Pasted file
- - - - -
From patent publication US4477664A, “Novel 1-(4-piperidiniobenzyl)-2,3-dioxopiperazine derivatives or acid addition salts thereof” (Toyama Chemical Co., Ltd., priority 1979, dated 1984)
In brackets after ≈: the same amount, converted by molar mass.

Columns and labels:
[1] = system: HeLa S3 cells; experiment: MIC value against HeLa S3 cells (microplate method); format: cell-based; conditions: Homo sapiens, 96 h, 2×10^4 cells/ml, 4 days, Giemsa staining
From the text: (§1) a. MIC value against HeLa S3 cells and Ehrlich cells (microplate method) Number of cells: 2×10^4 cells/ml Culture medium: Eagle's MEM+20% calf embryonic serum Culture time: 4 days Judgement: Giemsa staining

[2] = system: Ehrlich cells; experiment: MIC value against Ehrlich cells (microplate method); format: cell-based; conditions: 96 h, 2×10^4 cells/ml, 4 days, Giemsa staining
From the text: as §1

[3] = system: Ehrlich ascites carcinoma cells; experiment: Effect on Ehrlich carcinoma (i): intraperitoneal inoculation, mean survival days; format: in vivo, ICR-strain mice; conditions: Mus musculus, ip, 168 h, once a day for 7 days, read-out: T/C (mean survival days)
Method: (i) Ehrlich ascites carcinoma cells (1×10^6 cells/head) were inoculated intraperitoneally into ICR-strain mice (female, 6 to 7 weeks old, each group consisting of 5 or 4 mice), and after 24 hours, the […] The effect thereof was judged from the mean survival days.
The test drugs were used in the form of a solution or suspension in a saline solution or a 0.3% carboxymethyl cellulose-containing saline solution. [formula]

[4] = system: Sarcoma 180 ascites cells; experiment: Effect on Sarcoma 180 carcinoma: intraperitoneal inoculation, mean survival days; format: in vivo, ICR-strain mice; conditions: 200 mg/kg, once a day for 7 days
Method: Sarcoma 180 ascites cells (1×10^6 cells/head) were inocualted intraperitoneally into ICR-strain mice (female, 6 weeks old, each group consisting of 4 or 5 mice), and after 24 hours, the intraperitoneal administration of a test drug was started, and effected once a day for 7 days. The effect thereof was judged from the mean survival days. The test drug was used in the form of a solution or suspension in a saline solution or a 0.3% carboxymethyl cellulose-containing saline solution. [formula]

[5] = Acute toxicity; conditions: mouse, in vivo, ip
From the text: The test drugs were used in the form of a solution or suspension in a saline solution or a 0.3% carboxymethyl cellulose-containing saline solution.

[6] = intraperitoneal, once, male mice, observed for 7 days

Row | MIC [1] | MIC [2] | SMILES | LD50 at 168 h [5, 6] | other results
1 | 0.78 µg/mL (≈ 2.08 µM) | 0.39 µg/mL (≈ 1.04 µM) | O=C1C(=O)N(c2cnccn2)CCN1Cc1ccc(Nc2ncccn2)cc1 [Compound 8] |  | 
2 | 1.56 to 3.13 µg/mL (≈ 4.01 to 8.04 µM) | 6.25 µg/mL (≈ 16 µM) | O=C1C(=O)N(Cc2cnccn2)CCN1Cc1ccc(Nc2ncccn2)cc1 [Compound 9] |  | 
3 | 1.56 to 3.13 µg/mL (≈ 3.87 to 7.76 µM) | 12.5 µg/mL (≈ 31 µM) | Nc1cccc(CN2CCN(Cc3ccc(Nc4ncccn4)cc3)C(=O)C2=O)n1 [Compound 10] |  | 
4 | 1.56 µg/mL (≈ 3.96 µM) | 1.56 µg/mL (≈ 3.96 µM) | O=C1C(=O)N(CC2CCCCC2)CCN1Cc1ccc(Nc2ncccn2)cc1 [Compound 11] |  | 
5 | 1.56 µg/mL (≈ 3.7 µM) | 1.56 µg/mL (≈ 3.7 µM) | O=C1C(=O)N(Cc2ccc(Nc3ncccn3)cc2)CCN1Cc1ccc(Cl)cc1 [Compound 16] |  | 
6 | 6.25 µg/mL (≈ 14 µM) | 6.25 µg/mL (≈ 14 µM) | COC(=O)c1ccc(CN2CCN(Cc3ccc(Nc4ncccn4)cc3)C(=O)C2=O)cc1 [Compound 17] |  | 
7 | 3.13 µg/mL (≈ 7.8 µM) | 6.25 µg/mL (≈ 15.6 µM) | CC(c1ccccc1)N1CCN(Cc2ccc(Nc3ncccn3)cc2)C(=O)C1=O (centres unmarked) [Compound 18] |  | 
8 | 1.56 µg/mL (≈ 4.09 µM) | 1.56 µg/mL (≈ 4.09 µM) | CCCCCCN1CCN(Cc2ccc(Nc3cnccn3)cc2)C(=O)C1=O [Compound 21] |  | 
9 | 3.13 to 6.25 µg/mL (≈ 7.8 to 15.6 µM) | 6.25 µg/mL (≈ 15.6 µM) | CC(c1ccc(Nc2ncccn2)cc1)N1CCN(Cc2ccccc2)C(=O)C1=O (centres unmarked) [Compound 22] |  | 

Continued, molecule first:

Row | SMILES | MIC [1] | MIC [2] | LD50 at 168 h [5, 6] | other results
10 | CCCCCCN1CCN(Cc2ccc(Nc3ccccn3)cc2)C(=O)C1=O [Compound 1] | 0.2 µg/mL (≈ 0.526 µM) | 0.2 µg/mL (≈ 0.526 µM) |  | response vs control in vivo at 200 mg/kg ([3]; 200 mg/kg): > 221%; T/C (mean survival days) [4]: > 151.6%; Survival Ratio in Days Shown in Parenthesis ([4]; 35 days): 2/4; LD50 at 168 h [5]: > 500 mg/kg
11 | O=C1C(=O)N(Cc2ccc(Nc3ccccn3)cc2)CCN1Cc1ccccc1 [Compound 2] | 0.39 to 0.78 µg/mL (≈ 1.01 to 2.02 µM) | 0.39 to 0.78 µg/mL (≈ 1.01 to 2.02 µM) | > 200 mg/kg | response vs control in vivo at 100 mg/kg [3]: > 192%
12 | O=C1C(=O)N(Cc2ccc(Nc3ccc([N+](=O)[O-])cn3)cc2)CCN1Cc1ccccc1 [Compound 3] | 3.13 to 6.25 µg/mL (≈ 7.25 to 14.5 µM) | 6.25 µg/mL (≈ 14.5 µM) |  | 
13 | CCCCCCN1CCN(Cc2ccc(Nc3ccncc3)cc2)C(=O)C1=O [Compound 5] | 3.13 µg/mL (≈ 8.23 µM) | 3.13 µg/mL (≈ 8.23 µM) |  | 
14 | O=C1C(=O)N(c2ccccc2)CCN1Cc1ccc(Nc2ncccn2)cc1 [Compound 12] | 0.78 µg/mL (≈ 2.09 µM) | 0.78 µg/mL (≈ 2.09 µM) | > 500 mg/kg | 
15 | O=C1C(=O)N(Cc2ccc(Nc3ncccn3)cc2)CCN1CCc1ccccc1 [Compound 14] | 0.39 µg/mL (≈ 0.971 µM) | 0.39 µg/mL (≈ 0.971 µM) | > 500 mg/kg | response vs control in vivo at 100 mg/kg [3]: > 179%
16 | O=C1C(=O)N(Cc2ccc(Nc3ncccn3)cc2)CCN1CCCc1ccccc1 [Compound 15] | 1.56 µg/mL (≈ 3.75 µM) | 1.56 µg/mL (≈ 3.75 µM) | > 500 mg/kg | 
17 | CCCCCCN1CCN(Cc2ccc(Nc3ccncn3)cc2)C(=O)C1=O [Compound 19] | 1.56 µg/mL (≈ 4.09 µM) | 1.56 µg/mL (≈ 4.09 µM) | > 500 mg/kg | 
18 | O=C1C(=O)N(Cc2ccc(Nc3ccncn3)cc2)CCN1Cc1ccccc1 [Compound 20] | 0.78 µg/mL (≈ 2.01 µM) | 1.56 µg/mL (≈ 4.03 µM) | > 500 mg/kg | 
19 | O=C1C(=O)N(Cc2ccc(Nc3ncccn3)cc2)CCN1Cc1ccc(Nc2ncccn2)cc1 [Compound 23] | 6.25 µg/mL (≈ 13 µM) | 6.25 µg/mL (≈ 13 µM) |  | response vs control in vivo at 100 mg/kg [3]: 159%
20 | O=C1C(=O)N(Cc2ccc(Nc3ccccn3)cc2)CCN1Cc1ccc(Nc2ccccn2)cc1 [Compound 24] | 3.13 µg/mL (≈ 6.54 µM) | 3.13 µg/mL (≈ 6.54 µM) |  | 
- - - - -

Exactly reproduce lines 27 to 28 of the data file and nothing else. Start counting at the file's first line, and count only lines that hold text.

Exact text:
Row | SMILES | MIC [1] | MIC [2] | LD50 at 168 h [5, 6] | other results
10 | CCCCCCN1CCN(Cc2ccc(Nc3ccccn3)cc2)C(=O)C1=O [Compound 1] | 0.2 µg/mL (≈ 0.526 µM) | 0.2 µg/mL (≈ 0.526 µM) |  | response vs control in vivo at 200 mg/kg ([3]; 200 mg/kg): > 221%; T/C (mean survival days) [4]: > 151.6%; Survival Ratio in Days Shown in Parenthesis ([4]; 35 days): 2/4; LD50 at 168 h [5]: > 500 mg/kg